They say there’s nothing new under the sun, and reading today’s episode from our Summer Series on the Renaissance (and the following century or two), I was reminded of that.
We’re in the middle of the eighteenth century now, in Genova, where the locals are fed up with being bossed about by Austrian queens, so to speak.
The rebels man and perhaps woman their barricades, clutching whatever weapons they can lay their hands on.
The rows of Austrian troops approach.
An impatient (or heroic, depending on your point of view) Genovese youth yells out the dialect equivalent of ‘Let’s roll!” and shoots off a stone from his sling, hitting an unfortunate Austrian conscript and starting the battle.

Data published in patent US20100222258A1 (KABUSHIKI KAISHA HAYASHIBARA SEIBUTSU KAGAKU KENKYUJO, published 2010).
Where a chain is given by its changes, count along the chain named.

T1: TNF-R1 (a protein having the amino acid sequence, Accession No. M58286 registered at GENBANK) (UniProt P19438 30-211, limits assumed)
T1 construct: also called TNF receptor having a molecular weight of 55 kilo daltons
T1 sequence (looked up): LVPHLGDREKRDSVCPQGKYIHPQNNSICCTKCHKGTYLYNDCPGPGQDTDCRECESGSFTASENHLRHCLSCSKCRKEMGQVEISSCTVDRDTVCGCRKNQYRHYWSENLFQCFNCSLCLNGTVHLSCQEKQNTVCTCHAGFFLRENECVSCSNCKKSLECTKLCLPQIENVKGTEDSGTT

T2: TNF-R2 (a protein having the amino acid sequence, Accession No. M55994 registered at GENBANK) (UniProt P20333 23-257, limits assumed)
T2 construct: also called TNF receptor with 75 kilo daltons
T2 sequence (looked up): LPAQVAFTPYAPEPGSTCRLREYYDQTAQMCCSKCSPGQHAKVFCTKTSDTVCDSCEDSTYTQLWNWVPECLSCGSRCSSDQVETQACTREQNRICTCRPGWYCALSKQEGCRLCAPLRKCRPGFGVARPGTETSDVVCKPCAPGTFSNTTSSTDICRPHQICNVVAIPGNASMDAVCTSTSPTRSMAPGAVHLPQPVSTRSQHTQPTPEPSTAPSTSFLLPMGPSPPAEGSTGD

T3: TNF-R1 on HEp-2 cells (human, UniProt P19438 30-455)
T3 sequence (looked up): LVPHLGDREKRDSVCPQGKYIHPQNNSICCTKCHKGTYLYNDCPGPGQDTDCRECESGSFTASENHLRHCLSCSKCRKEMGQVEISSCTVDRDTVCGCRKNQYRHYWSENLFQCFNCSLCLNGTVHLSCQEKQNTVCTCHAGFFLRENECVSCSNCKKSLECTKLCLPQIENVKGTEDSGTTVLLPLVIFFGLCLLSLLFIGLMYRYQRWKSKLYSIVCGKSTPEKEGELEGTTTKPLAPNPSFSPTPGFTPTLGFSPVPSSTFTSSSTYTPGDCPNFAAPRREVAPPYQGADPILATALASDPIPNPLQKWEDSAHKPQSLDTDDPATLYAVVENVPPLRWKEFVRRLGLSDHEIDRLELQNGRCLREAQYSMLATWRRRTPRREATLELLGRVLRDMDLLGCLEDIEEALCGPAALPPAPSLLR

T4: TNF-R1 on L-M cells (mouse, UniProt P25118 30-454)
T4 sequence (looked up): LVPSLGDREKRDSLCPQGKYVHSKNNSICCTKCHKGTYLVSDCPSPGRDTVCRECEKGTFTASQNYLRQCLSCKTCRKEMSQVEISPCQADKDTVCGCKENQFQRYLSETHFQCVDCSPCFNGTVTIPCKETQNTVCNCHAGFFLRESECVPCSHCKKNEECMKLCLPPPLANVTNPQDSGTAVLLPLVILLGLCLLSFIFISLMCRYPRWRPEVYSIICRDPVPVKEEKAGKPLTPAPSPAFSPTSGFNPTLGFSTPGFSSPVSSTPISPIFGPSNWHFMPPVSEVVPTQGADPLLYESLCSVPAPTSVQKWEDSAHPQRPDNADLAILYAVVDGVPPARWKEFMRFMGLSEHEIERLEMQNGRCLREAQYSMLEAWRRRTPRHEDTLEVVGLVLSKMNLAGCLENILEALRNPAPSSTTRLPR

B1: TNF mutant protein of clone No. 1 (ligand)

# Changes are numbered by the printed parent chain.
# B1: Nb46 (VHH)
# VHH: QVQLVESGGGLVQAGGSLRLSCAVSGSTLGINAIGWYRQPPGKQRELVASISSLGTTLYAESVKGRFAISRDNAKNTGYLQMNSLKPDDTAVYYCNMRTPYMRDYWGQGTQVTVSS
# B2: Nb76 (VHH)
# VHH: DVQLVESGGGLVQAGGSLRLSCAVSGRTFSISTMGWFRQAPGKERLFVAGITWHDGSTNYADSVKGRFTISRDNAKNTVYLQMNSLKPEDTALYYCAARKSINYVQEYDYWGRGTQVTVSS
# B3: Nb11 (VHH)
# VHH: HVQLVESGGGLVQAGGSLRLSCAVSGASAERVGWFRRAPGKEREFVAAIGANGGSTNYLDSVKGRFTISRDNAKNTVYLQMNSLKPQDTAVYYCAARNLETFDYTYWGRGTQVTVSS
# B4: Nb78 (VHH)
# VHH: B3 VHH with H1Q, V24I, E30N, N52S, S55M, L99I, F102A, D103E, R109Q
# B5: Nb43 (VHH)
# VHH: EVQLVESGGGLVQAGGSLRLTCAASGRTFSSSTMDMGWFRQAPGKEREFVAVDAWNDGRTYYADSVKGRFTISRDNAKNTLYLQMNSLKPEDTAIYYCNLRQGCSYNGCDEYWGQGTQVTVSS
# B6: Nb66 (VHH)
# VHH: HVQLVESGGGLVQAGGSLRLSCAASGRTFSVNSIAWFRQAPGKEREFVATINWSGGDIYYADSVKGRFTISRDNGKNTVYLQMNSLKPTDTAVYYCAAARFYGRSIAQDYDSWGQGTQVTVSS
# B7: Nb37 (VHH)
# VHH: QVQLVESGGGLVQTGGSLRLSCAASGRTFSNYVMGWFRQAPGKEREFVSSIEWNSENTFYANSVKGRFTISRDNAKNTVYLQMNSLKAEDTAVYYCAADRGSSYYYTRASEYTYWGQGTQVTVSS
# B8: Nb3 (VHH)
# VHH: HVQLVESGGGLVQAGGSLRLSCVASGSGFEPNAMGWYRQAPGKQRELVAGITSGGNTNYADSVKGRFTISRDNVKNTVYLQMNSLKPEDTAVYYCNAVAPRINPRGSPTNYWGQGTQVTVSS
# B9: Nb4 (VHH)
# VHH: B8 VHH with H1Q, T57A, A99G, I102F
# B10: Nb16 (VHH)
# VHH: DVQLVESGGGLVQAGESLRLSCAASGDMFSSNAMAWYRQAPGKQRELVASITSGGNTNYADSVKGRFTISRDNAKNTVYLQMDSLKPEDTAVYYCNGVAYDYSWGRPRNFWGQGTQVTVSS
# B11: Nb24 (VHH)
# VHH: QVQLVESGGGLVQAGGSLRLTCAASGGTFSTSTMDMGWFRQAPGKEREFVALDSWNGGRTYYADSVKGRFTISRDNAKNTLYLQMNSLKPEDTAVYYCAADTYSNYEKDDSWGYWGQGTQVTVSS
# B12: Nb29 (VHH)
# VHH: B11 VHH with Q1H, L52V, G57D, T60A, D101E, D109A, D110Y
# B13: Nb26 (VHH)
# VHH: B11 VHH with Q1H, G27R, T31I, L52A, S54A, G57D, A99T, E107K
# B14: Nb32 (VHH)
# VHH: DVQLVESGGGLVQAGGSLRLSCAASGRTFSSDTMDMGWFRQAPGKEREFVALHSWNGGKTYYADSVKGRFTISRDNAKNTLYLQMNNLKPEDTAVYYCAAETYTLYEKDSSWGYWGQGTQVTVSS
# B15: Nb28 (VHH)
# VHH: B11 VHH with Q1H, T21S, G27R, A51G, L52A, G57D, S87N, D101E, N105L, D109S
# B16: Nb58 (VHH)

Find out how to say that in eighteenth-century Genovese, which side came out on top, and how the pugnacious teenager’s example subsequently inspired a Fascist-era youth movement, in today’s simplified article with online audio:
There’s a link to a video at the end. It’s five minutes long and the voice-over is in ‘authentic’ (so fast and complex) Italian, which will make it a challenge for all but the most advanced learners.
Nevertheless, it’s worth a look-see. You’ll anyway get a good idea just from the visuals, and who knows, perhaps you’ll understand more of the audio than you’d expect?
N.b. The previous twenty-three articles in this series, along with the entire Summer Series from 2020 and 2021, are linked to from our History page.
Thursday’s FREE bulletin of ‘easy’ Italian news was published yesterday.
Don’t let it go to waste!